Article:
Notes are inserted into the text, which is well spiced with first hand accounts and really takes you to those deadly fields. One of the best parts apart from the excellent battle descriptions is the insights into the Russian & French army, especially the former. People like me who more often than not end up digging deeper into the Peninsular War and Waterloo, don’t get as many chances to see what was going on in other army’s and the level of detail crammed into this book was a delight.

Another reason this is the best of the first wave is the superb illustrations by Mark Stacey. Two double page spreads put the reader right in the front line, the specially commissioned artwork, creating the impression of literally being in the picture. One is in double perspective, first the reader is a Russian Skirmisher ready to cover his parter once he has fired, the other they are in the  congested French ranks, handing a newly loaded musket to a wild eyed Voltiguer. The second spread you are a French Guardsman rushing, bayonet fixed into a deadly melee to wipe put a small pocket of stranded Russians. Stacey’s composition and attention to detail is unreal, almost as if you were in a 1st Person Napoleonic Shootemup game.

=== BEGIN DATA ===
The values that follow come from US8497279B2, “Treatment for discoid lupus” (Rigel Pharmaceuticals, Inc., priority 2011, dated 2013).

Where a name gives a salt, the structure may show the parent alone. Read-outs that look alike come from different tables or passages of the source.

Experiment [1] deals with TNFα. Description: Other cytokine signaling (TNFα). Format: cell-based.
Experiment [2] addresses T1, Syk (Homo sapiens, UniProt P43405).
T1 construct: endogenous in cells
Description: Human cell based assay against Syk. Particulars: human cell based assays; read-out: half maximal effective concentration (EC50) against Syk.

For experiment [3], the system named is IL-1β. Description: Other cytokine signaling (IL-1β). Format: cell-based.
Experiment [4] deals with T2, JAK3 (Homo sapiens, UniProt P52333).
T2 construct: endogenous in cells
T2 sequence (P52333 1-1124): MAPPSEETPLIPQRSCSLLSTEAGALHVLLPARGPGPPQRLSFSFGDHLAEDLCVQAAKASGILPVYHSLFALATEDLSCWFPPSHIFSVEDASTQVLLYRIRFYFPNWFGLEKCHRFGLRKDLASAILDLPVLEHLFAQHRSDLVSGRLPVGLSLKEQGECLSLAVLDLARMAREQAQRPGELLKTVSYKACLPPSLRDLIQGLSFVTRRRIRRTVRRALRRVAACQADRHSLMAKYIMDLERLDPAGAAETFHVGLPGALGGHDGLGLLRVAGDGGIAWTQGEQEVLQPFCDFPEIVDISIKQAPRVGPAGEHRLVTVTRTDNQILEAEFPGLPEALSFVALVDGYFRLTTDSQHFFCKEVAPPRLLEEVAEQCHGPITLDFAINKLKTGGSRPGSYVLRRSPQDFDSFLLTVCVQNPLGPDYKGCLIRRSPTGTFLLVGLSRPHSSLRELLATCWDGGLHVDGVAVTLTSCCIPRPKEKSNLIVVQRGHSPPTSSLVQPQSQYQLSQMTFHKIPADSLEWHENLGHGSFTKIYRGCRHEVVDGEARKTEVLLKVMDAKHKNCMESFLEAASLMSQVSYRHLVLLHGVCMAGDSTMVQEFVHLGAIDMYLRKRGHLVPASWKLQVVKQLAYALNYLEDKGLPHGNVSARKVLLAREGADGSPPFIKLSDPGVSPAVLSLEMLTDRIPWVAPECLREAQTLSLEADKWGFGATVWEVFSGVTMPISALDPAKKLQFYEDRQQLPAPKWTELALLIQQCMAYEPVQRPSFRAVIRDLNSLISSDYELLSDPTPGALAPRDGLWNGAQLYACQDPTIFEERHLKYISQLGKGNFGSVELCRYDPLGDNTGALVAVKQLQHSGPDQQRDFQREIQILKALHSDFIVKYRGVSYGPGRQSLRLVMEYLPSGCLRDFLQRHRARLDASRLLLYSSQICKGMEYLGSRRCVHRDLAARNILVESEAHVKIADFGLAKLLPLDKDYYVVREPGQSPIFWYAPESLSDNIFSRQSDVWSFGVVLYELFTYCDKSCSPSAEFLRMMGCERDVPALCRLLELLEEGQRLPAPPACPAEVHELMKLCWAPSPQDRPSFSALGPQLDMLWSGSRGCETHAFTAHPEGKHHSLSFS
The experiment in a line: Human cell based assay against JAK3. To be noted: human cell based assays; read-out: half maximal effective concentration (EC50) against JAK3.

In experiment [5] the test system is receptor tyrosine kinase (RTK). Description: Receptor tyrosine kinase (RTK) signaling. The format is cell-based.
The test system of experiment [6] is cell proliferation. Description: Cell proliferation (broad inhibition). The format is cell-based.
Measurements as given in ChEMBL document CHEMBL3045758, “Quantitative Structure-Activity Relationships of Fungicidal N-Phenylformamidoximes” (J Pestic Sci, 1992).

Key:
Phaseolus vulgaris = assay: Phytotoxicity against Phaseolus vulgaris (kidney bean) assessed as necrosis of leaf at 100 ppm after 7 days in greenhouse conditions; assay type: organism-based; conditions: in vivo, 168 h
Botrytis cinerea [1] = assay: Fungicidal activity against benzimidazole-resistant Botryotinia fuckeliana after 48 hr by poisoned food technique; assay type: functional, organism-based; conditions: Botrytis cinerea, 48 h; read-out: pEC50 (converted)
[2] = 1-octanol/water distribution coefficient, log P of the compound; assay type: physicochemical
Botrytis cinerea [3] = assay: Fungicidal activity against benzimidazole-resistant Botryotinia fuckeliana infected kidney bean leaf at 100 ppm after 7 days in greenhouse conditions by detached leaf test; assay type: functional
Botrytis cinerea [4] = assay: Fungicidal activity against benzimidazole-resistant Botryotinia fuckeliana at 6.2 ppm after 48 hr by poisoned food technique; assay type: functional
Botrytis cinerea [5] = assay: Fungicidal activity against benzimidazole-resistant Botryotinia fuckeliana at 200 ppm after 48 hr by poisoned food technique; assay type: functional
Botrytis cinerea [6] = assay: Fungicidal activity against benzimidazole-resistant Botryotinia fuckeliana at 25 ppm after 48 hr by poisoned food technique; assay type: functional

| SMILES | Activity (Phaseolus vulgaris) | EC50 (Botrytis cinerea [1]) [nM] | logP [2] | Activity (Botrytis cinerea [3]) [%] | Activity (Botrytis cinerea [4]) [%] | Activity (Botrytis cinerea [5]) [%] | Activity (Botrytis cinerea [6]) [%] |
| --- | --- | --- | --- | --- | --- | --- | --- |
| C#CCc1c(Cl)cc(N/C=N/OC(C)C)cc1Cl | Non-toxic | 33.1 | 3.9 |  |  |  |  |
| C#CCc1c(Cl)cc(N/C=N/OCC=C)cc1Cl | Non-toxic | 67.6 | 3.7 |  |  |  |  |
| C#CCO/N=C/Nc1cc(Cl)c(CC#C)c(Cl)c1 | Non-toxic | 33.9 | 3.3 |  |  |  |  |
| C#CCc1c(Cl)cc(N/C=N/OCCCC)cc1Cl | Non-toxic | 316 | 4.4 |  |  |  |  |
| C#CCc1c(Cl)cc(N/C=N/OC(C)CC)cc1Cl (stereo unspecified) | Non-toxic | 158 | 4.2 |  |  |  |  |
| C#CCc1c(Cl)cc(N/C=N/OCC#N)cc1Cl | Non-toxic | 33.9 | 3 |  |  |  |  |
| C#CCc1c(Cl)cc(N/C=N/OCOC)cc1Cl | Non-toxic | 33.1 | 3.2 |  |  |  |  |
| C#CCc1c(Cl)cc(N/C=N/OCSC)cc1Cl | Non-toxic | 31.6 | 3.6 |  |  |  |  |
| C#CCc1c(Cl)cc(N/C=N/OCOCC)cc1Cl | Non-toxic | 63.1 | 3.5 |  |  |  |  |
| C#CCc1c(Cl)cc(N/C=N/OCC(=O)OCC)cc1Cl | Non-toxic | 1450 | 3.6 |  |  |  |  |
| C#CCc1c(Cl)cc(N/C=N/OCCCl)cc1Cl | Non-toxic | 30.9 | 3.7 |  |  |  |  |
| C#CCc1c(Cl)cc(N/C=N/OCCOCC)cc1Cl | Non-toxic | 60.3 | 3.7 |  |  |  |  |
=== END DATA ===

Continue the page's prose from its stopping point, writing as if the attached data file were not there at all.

The accompanying period images that illustrate the rest of the book, at an average of 2-3 a page are brilliantly chosen, and some are in colour, the best being the portrayals of Russian infantry uniforms towards the front. Maps are clear and are accompanied with detailed subtext.

In summary this is an excellent book and well worth the money if you are a Napoleon Wars enthusiast.